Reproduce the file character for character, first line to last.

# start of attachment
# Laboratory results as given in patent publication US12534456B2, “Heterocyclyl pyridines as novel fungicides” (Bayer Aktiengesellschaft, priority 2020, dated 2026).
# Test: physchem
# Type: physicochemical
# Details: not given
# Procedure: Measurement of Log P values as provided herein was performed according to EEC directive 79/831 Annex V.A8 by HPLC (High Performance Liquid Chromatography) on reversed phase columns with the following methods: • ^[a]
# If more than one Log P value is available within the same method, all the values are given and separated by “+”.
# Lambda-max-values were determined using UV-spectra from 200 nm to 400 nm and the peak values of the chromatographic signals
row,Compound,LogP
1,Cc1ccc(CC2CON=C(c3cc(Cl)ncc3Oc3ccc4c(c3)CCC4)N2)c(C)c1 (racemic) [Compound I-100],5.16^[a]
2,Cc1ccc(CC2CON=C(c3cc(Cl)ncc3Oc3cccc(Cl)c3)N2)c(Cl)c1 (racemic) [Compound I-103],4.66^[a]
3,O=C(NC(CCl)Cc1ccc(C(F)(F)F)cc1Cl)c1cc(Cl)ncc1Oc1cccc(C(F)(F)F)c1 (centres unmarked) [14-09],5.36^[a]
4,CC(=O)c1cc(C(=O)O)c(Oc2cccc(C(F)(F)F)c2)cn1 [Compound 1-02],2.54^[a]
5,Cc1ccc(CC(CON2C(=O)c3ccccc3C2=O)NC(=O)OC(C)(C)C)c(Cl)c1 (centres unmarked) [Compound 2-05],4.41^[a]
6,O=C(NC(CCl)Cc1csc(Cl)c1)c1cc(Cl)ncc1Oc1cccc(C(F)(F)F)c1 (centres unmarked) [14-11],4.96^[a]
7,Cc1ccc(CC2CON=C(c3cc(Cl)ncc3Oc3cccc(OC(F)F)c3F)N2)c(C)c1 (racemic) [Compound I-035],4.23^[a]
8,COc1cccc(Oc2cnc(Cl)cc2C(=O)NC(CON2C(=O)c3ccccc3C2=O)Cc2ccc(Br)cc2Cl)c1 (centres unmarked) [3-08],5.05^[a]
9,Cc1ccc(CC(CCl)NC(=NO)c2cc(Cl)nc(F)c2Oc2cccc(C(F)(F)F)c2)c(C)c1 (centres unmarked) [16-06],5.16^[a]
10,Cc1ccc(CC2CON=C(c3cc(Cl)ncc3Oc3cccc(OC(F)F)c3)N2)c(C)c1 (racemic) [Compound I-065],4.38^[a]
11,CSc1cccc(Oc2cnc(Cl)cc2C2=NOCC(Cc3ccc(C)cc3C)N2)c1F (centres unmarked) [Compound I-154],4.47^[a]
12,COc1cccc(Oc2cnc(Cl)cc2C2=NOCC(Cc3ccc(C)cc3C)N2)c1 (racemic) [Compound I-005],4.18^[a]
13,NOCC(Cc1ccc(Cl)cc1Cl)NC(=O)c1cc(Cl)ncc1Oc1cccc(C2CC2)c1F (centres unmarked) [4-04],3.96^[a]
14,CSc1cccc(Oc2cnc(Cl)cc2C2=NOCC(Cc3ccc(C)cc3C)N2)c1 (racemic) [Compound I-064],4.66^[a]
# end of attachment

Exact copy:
# Laboratory results as given in patent publication US12534456B2, “Heterocyclyl pyridines as novel fungicides” (Bayer Aktiengesellschaft, priority 2020, dated 2026).
# Test: physchem
# Type: physicochemical
# Details: not given
# Procedure: Measurement of Log P values as provided herein was performed according to EEC directive 79/831 Annex V.A8 by HPLC (High Performance Liquid Chromatography) on reversed phase columns with the following methods: • ^[a]
# If more than one Log P value is available within the same method, all the values are given and separated by “+”.
# Lambda-max-values were determined using UV-spectra from 200 nm to 400 nm and the peak values of the chromatographic signals
row,Compound,LogP
1,Cc1ccc(CC2CON=C(c3cc(Cl)ncc3Oc3ccc4c(c3)CCC4)N2)c(C)c1 (racemic) [Compound I-100],5.16^[a]
2,Cc1ccc(CC2CON=C(c3cc(Cl)ncc3Oc3cccc(Cl)c3)N2)c(Cl)c1 (racemic) [Compound I-103],4.66^[a]
3,O=C(NC(CCl)Cc1ccc(C(F)(F)F)cc1Cl)c1cc(Cl)ncc1Oc1cccc(C(F)(F)F)c1 (centres unmarked) [14-09],5.36^[a]
4,CC(=O)c1cc(C(=O)O)c(Oc2cccc(C(F)(F)F)c2)cn1 [Compound 1-02],2.54^[a]
5,Cc1ccc(CC(CON2C(=O)c3ccccc3C2=O)NC(=O)OC(C)(C)C)c(Cl)c1 (centres unmarked) [Compound 2-05],4.41^[a]
6,O=C(NC(CCl)Cc1csc(Cl)c1)c1cc(Cl)ncc1Oc1cccc(C(F)(F)F)c1 (centres unmarked) [14-11],4.96^[a]
7,Cc1ccc(CC2CON=C(c3cc(Cl)ncc3Oc3cccc(OC(F)F)c3F)N2)c(C)c1 (racemic) [Compound I-035],4.23^[a]
8,COc1cccc(Oc2cnc(Cl)cc2C(=O)NC(CON2C(=O)c3ccccc3C2=O)Cc2ccc(Br)cc2Cl)c1 (centres unmarked) [3-08],5.05^[a]
9,Cc1ccc(CC(CCl)NC(=NO)c2cc(Cl)nc(F)c2Oc2cccc(C(F)(F)F)c2)c(C)c1 (centres unmarked) [16-06],5.16^[a]
10,Cc1ccc(CC2CON=C(c3cc(Cl)ncc3Oc3cccc(OC(F)F)c3)N2)c(C)c1 (racemic) [Compound I-065],4.38^[a]
11,CSc1cccc(Oc2cnc(Cl)cc2C2=NOCC(Cc3ccc(C)cc3C)N2)c1F (centres unmarked) [Compound I-154],4.47^[a]
12,COc1cccc(Oc2cnc(Cl)cc2C2=NOCC(Cc3ccc(C)cc3C)N2)c1 (racemic) [Compound I-005],4.18^[a]
13,NOCC(Cc1ccc(Cl)cc1Cl)NC(=O)c1cc(Cl)ncc1Oc1cccc(C2CC2)c1F (centres unmarked) [4-04],3.96^[a]
14,CSc1cccc(Oc2cnc(Cl)cc2C2=NOCC(Cc3ccc(C)cc3C)N2)c1 (racemic) [Compound I-064],4.66^[a]